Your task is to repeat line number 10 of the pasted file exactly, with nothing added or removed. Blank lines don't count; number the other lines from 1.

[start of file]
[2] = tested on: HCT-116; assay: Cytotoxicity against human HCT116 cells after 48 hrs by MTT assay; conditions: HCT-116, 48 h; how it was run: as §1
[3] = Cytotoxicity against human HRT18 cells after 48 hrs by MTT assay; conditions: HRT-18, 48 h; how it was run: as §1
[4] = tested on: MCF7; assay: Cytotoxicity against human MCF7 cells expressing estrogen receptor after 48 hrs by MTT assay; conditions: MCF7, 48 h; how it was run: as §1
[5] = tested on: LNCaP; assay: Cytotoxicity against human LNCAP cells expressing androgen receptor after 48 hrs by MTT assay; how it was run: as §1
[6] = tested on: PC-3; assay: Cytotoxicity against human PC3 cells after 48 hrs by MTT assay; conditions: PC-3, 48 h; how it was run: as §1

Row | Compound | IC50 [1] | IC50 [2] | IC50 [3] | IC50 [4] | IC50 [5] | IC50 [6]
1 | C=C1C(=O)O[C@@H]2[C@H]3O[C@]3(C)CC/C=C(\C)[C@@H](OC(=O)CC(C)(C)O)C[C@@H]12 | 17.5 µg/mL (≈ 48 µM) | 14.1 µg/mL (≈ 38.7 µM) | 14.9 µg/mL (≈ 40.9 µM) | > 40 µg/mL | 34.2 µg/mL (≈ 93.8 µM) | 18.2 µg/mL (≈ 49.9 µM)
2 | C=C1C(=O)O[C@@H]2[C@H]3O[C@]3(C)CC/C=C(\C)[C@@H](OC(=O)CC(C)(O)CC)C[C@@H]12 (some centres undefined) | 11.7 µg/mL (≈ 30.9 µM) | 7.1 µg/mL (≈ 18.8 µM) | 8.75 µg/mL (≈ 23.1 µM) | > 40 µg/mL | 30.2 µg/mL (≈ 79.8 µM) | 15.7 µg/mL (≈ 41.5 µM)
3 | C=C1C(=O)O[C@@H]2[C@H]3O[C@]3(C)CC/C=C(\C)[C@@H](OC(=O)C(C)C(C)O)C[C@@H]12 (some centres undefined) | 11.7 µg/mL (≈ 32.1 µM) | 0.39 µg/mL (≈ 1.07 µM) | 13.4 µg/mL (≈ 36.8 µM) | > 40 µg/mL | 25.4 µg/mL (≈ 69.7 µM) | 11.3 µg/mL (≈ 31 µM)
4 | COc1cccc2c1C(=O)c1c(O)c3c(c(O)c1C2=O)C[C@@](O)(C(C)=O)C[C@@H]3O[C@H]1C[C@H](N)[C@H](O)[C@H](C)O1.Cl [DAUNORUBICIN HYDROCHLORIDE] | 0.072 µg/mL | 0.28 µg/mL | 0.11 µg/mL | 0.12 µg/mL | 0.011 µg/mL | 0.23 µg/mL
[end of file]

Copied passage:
4 | COc1cccc2c1C(=O)c1c(O)c3c(c(O)c1C2=O)C[C@@](O)(C(C)=O)C[C@@H]3O[C@H]1C[C@H](N)[C@H](O)[C@H](C)O1.Cl [DAUNORUBICIN HYDROCHLORIDE] | 0.072 µg/mL | 0.28 µg/mL | 0.11 µg/mL | 0.12 µg/mL | 0.011 µg/mL | 0.23 µg/mL